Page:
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"I believe that to meet the challenges of our times, human beings will have to develop a greater sense of universal responsibility. It is the foundation for world peace."

Obama in China faces tensions on trade and Tibet

November 18, 2009

By Caren Bohan and Patricia Zengerle
Reuters
November 15, 2009

SHANGHAI, Nov 16 (Reuters) -- U.S. President
Barack Obama faces tensions with China over trade
and Tibet on his first visit to the emerging
superpower for a summit that will grapple with
economic imbalances and the future of the yuan currency.

Obama arrived in Shanghai, China’s commercial
hub, late on Sunday and is due to meet city
officials and hold a town hall-style meeting with
young people before heading to Beijing later on Monday.

Chinese state-run Internet sites have asked the
public for questions to quiz Obama at the youth
meeting, and many urged him to explain if he
plans to meet the Dalai Lama, the exiled Tibetan
leader whom Beijing brands a separatist.

These events will be a warm-up for Obama’s summit
with President Hu Jintao in the capital on
Tuesday that will cover trouble-spots such as
North Korea and Iran, and efforts to forge a new climate pact.

Obama has said he will also raise the sensitive
subjects of human rights, and sometimes tense
trade ties and China’s yuan currency, seen by
U.S. industry as significantly undervalued and
stoking unsustainable global economic imbalances.

"The president will be talking about balanced,
strong sustainable growth and the policies that
go into making that happen," a U.S. official,
speaking on condition of anonymity, told Reuters.

Obama’s message won backing from the managing
director of the International Monetary Fund,
Dominique Strauss-Kahn, who said on Monday that a
stronger yuan was needed to help Beijing
encourage more domestic consumption and ease global imbalances.

But at a gathering of Asia-Pacific leaders in
Singapore over the weekend, Hu pointedly ignored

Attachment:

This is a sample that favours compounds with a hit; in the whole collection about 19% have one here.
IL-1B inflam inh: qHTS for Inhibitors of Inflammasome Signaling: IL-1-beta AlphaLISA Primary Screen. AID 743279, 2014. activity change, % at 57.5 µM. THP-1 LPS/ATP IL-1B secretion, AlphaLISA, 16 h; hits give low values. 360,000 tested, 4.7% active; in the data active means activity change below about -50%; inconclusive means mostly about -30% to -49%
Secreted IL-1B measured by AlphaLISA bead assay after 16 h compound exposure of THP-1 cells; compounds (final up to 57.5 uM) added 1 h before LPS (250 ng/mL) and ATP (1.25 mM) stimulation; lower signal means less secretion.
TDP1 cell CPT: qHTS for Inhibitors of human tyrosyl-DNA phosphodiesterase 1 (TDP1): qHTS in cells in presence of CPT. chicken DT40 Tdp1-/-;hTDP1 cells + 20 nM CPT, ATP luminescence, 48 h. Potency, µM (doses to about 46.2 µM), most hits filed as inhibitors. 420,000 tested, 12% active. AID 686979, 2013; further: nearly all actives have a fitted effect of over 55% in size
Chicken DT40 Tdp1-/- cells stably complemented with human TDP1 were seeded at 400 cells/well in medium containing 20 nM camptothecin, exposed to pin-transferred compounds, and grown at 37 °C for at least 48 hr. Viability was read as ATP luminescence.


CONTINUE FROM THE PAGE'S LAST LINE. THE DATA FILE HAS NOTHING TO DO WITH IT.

international calls for his government to raise
the value of the yuan and make Chinese exports relatively more expensive.

He and other senior Chinese officials have
instead accused other countries -- implicitly
including the United States -- of embracing
damaging trade protectionism aimed at Chinese goods.

But having already made their gripes clear before
the summit, Obama and Hu may avoid sharp public
jabs as they focus on building goodwill between
the the world’s biggest and third biggest economies.

TRADE ROWS GROW

China has had a huge trade surplus with the
United States, and is also the largest foreign holder of U.S. government bonds.

The U.S. trade deficit with China widened 9.2
percent in September to $22.1 billion, the
highest since November 2008, according to U.S. data released last week.

The two nations were now like "conjoined twins,"
said a commentary in the overseas edition of the
People’s Daily, the official mouthpiece of China’s ruling Communist Party.

"Even if one wants to sever itself from the
other, that can’t be done without injuring
oneself," said the commentary, which also said
the United States was in no position to criticise China on economic frictions.

"When it comes to the current China-U.S. trade
disputes, the United States has been the instigator of irresponsibility."

The commentary took another swipe: "In an
interview before his visit, Obama said that he
hopes China becomes a ’responsible’ power. In
fact, there would be nothing more fitting than
directing these words at the United States."

U.S. officials have sought to play down tensions
that have simmered over the Obama
administration’s decisions to slap tariffs on
Chinese-made tyres and steel pipes.

In response to the duties on tyres and other
goods, China has launched anti-dumping and
anti-subsidy investigations into imports of U.S.
chicken parts and automotive parts.

The U.S. official said he did not expect rows
over trade issues to cloud talks. He said Obama
and Chinese officials are able to discuss the
trade issues in a "mature and pragmatic way".

Obama’s meetings with China’s leaders were
unlikely to yield big policy shifts on problems
facing the two powers, said Drew Thompson, an
expert on China at the Nixon Center in Washington.

"This isn’t a trip about deliverables," Thompson
told reporters in Beijing. "It’s a trip about
staying the course, keeping the two ships on the
same course and not letting them bump into one another."

Obama has cast his visit as an effort to win
trust from a government and a public often wary
of U.S. intentions towards the rising Asian superpower.

The United States welcomed Beijing’s growing
global role and "does not seek to contain" it,
Obama said in a tone-setting speech on Asian policy in Tokyo on Saturday.

But nearly 80 percent of Chinese respondents who
answered an online survey said the United States
did not want to see their country rise, a Chinese
magazine, Globe, reported last week.

It appeared China would not meet U.S. hopes for
the session to be shown nationwide on Chinese
television. Officials plan to air it only on a
local Shanghai service, the U.S. embassy said.

(Additional reporting by Jason Subler; Writing by
Chris Buckley; Editing by Benjamin Kang Lim, Ken Wills and Dean Yates)
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